Neptune’s largest moon, Triton, was discovered only 17 days after the discovery of Neptune itself.  The name Triton refers to a Greek sea god who is the son of Poseidon (the Greek version of the Roman god Neptune).  This name was proposed decades after the discovery of the moon, and did not become readily used until the mid-20th century.  Before such time, Triton was simply referred to as “the satellite of Neptune.”

With a diameter of 1682 miles, Triton is the seventh largest moon in our solar system, about 78% the size of Earth’s moon.  Like all large moons, Triton is tidally locked (keeping the same face pointed toward the planet at all times) and has a fairly circular orbit.  It orbits relatively close to Neptune at a distance of 220,000 miles.  In these respects, Triton seems fairly normal.

However, Triton is a very special and unique moon.  Unlike any other large moon, Triton orbits retrograde – the opposite direction that Neptune rotates.  Furthermore, all large moons orbit very near the plane of their planet’s equator with only two exceptions.  One of these is Earth’s moon, which orbits near the ecliptic.  The other, of course, is Triton.  Triton’s orbital plane is not aligned with the ecliptic, nor is it aligned with Neptune’s equator, but is tilted 30 degrees to the former and 23 (or 157) degrees to the latter.  It is the largest irregular moon in the solar system.  So, Triton is just weird. 

Voyager 2 images of Nereid taken from two different perspectives as the spacecraft flew past Neptune.

Neptune’s second moon, Nereid, was discovered in 1949.  Nereid is roughly 220 miles in diameter.  Its precise shape is unknown since no high-resolution images exist, but is likely non-round.[3]  Nereid orbits Neptune prograde and at much greater distance than Triton.  And its orbit has one of the highest eccentricities of any moon.[4]  It comes no closer to Neptune than 884,000 miles, and then moves out to a farthest distance of 5.96 million miles.  Nereid takes 360 days to orbit Neptune.  Although much smaller than Triton, Nereid is the second largest irregular moon in the solar system.  Interestingly, Nereid is actually Neptune’s third largest moon.  The second largest moon, Proteus, evaded detection until the Voyager 2 flyby in 1989.[5]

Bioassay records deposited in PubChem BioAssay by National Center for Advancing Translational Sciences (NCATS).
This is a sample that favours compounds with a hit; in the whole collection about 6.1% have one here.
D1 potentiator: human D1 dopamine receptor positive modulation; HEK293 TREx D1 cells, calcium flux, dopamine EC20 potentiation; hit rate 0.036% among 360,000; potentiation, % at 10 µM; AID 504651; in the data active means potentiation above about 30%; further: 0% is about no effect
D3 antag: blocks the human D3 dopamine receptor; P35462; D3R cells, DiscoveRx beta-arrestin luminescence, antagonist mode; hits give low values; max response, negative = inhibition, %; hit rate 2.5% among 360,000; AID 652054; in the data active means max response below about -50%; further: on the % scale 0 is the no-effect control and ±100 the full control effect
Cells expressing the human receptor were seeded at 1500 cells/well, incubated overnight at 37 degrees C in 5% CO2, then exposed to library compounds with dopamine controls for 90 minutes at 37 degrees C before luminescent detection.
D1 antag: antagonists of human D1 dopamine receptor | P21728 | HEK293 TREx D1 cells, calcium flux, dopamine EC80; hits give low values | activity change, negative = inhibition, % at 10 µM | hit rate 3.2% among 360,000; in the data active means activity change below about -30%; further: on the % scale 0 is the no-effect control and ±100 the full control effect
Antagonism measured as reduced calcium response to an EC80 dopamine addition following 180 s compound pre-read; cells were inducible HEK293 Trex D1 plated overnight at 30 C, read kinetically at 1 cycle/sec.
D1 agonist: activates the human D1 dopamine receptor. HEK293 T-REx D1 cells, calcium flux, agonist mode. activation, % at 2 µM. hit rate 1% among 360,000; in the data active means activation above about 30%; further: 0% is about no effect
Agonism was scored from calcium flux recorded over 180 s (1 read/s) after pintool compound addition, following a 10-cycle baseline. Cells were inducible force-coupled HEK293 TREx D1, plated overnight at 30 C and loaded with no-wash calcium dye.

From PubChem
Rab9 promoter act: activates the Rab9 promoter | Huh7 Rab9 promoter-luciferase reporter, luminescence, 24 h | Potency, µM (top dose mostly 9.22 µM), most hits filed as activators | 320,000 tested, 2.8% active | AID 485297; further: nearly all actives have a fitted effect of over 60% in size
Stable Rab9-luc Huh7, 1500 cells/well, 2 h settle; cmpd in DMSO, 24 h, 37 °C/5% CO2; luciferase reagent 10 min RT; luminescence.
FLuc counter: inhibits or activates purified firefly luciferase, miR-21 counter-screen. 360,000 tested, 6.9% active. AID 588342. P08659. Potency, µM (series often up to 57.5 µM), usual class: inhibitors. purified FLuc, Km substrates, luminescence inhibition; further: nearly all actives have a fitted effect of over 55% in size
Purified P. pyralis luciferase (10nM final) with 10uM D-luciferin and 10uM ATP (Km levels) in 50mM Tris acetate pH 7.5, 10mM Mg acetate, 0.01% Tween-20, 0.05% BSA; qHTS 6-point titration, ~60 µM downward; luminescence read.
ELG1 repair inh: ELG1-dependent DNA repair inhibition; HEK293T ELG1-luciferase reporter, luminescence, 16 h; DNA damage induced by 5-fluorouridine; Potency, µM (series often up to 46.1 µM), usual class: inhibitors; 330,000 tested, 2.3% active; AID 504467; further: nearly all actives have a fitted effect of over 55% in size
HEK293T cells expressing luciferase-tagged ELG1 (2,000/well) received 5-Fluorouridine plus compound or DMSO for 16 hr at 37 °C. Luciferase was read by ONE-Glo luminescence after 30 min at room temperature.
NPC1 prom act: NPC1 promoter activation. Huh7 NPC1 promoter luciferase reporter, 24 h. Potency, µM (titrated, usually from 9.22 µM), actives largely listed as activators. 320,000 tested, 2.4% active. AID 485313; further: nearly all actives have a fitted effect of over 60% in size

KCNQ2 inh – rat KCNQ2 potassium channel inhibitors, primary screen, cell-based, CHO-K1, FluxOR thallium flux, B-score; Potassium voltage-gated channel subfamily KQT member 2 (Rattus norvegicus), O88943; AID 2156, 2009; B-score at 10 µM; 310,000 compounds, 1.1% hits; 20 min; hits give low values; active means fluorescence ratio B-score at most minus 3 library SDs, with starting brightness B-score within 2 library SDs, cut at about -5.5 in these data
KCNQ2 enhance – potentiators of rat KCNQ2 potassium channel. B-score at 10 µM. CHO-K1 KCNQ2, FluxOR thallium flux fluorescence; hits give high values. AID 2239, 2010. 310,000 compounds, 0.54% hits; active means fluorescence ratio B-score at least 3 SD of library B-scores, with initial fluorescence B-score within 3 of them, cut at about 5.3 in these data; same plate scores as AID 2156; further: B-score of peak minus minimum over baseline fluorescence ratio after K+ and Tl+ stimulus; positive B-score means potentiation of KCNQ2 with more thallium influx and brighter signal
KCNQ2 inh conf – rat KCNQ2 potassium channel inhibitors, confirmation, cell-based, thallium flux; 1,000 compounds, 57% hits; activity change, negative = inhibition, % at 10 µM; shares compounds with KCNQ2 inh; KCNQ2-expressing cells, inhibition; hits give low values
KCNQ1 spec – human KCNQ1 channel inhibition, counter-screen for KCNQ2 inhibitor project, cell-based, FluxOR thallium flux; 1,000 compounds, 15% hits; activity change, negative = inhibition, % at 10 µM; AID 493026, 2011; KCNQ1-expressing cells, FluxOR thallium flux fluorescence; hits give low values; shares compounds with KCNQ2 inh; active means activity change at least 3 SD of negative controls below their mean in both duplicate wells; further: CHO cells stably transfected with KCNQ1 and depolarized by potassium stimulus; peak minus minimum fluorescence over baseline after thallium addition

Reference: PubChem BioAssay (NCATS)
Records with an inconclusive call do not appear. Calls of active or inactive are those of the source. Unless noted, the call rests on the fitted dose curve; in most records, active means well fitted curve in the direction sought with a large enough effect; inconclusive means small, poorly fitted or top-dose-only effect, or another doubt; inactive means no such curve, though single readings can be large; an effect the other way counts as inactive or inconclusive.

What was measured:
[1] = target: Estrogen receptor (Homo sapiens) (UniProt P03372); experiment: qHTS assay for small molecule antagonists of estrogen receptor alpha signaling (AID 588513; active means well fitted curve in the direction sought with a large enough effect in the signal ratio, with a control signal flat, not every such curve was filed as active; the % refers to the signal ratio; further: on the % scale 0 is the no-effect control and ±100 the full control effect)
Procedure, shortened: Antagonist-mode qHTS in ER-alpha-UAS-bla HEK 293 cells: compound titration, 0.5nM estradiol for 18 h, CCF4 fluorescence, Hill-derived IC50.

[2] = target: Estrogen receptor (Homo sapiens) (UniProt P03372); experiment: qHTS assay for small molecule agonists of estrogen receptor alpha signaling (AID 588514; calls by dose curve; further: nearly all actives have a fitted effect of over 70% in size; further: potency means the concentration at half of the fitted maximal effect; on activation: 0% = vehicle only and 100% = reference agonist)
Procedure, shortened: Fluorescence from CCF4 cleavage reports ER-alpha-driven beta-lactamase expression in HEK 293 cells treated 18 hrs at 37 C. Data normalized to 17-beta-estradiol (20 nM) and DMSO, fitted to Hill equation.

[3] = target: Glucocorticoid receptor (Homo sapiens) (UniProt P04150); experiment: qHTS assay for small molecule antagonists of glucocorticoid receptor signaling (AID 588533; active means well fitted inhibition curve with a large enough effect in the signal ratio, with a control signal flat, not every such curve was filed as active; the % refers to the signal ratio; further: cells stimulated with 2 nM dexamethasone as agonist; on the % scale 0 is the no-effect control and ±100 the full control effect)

The End of an Era

The extreme distance of Neptune makes detailed Earth-based observations difficult.  So, as with Uranus, our best images of Neptune come from the Voyager 2 spacecraft which flew past the ice giant in late August 1989.  This would be the last planet visited by Voyager 2, and the most distant planet ever photographed by spacecraft.[6]  During the late 1970s and early 1980s, the planets Jupiter, Saturn, Uranus, and Neptune were aligned in a rare spiral pattern, which allowed scientists to use the gravity of one planet to slingshot Voyager 2 to the next planet and so on.  Hence, this rare grand alignment of the planets allowed Voyager 2 to visit all four outer planets.[7]  To this day, Voyager 2 is the only spacecraft to visit Uranus and Neptune.  The Neptune encounter signaled the end of “the grand tour” of the solar system.  And what a spectacular last chapter!

I recall seeing one of the first high-resolution images of Neptune as a greyscale image in a newspaper, and thinking that it looked remarkably like Jupiter.  The image showed a large dark spot just south of the equator very similar to Jupiter’s Great Red Spot (GRS).  Yes, Voyager 2 discovered that Neptune also has a large oval, quasi-stable storm, the “Great Dark Spot,” similar to Jupiter’s Red Spot, but dark blue in color.  It is an enormous cyclone, a low-pressure system in contrast to Jupiter’s high-pressure GRS.  Unlike Jupiter’s storm, the Great Dark Spot on Neptune often disappears completely and then reappears after a time.  This was discovered later in images taken by the Hubble Space Telescope.  Furthermore, a different great dark spot sometimes forms in Neptune’s northern hemisphere.  But these facts were discovered many years after the Voyager encounter.